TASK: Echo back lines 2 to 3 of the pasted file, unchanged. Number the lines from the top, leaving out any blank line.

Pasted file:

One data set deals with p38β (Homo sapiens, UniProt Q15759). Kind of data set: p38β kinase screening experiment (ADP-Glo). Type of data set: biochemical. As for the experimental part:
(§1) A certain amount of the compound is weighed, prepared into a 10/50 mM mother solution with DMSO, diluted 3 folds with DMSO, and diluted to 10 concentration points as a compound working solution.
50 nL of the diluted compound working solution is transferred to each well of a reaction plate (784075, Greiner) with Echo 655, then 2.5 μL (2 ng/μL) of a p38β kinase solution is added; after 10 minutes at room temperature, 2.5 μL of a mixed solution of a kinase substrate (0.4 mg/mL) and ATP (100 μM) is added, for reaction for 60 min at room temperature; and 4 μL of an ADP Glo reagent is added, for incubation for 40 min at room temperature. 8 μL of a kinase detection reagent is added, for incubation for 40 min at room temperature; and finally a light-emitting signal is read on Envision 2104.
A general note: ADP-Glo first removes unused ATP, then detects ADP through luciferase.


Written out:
(§1) A certain amount of the compound is weighed, prepared into a 10/50 mM mother solution with DMSO, diluted 3 folds with DMSO, and diluted to 10 concentration points as a compound working solution.
50 nL of the diluted compound working solution is transferred to each well of a reaction plate (784075, Greiner) with Echo 655, then 2.5 μL (2 ng/μL) of a p38β kinase solution is added; after 10 minutes at room temperature, 2.5 μL of a mixed solution of a kinase substrate (0.4 mg/mL) and ATP (100 μM) is added, for reaction for 60 min at room temperature; and 4 μL of an ADP Glo reagent is added, for incubation for 40 min at room temperature. 8 μL of a kinase detection reagent is added, for incubation for 40 min at room temperature; and finally a light-emitting signal is read on Envision 2104.